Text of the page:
Information contained in this publication is intended for informational purposes only and does not constitute legal advice or opinion, nor is it a substitute for the professional judgment of an attorney.
In 2009, Attorney General Eric Holder and Former U.S. Department of Health and Human Services Secretary Kathleen Sebelius created an interagency task force, the Health Care Fraud Prevention and Enforcement Action Team (HEAT), to increase coordination and optimize criminal and civil enforcement. According to the U.S. Department of Justice, the task force yielded historic results resulting in the recovery of $12.1 billion from January 2009 through September 2013. Of that amount, the DOJ claims it recovered more than $2 billion each year for healthcare fraud, reaching $2.6 billion in 2013. In 2014, this trend has continued with two Florida hospitals settling FCA claims with the DOJ last spring for $85 million and $7 million and another two healthcare entities recently settling with the DOJ for $2.2 million and $35 million.
Notably, three out of four of the 2014 cases were initially brought by former employees as whistleblowers. The False Claims Act (FCA) allows private individuals to file suits for violations of the FCA on behalf of the government. The government can then intervene in the suit, thereby becoming a party. If successful, the whistleblower receives a portion of the settlement the government receives.
In U.S. and State of New York ex rel. Hinestroza v. Ralex Services, Inc., 1:10-CV-00822 (E.D. NY), a former nurse at a nursing and rehabilitation center claimed she was terminated in retaliation for complaining to management and reporting Medicaid fraud to New York State officials. Specifically, the whistleblower stated the nursing and rehabilitation facility’s administrator falsified Patient Review Instruments to New York’s Medicaid program, inflating the level of care needed by the residents, causing New York to reimburse the facility at an inflated rate for more than 62,000 claims. The defendants then allegedly falsified records to cover up the fraud. The nursing and rehabilitation facility’s owner agreed to pay $2.2 million to settle the FCA claims. For filing the lawsuit, the whistleblower will receive her costs and attorney’s fees as well as 19% ($250,000) of the New York State portion of the settlement and an undetermined amount of the federal portion of the settlement.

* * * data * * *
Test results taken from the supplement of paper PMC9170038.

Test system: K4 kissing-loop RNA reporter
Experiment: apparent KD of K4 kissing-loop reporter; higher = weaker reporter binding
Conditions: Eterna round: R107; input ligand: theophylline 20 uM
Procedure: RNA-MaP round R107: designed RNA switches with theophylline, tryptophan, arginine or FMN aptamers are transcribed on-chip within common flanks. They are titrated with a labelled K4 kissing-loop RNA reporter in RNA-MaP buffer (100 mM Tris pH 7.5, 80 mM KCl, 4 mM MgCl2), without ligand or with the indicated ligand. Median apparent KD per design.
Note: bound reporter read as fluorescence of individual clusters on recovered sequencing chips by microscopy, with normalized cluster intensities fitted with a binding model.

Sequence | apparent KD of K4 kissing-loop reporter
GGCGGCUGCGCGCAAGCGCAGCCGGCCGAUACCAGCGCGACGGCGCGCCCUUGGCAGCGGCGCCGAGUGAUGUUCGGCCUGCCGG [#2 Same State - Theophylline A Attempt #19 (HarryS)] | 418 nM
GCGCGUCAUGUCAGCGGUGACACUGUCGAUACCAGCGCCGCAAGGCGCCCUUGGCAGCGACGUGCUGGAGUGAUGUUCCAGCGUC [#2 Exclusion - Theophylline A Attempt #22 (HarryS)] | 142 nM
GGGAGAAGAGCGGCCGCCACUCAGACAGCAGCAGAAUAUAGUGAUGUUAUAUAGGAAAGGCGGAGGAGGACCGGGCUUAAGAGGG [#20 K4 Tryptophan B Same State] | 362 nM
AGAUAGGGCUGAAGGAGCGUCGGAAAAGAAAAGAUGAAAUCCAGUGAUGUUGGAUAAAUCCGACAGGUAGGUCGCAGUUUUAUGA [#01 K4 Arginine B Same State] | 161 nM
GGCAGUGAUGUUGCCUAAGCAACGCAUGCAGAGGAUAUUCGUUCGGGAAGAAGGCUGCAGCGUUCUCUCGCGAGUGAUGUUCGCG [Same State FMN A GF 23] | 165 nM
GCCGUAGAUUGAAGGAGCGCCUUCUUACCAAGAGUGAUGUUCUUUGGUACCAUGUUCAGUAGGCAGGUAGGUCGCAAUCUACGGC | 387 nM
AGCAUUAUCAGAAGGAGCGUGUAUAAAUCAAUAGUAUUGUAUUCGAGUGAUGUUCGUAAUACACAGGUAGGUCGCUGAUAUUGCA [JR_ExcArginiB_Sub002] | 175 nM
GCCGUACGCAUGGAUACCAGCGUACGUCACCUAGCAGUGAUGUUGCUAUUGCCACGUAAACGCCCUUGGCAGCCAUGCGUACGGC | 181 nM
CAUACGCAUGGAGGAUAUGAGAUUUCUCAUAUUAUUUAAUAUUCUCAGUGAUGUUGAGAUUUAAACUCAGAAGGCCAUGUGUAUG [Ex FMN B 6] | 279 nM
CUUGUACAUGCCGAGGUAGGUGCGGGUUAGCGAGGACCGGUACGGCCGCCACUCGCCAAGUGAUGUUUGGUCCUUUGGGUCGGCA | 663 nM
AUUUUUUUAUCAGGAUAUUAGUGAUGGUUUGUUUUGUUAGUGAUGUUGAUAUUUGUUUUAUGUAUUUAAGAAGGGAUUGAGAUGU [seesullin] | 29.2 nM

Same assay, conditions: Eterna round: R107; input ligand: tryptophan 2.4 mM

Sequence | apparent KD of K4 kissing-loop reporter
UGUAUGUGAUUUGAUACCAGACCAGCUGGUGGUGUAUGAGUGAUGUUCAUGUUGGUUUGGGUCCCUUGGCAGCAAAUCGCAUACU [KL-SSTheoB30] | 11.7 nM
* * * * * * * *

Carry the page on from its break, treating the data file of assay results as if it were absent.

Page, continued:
This summer also saw a record-breaking settlement for Arizona when a nonprofit healthcare system agreed to pay $35 million to settle FCA claims for the period beginning April 7, 2004 through December 31, 2011. The whistleblower that brought the suit, an agency that provides healthcare compliance consulting and fraud investigation, will receive $5.95 million of the settlement. The healthcare system, which operates two hospitals in Tuscon, Arizona, allegedly improperly billed Medicare, the Federal Employee Health Benefits Program and the Arizona Health Care Cost Containment System for inpatient rehabilitation facility services for patients who did not meet the coverage criteria for these services.
Interestingly, prior to learning of the government’s investigation, in 2010 the healthcare system had conducted an internal audit that revealed unsupported billings for which the healthcare system repaid the government $24 million and implemented new procedures to prevent this from happening again. Wary of whether the healthcare disclosure was complete, the government did continue its investigation. However, the government considered the disclosure when settling the matter.
As the DOJ continues to pursue FCA claims, healthcare employers can reduce their exposure by conducting internal audits to ensure there is proper documentation to support services billed to Medicare and Medicaid programs.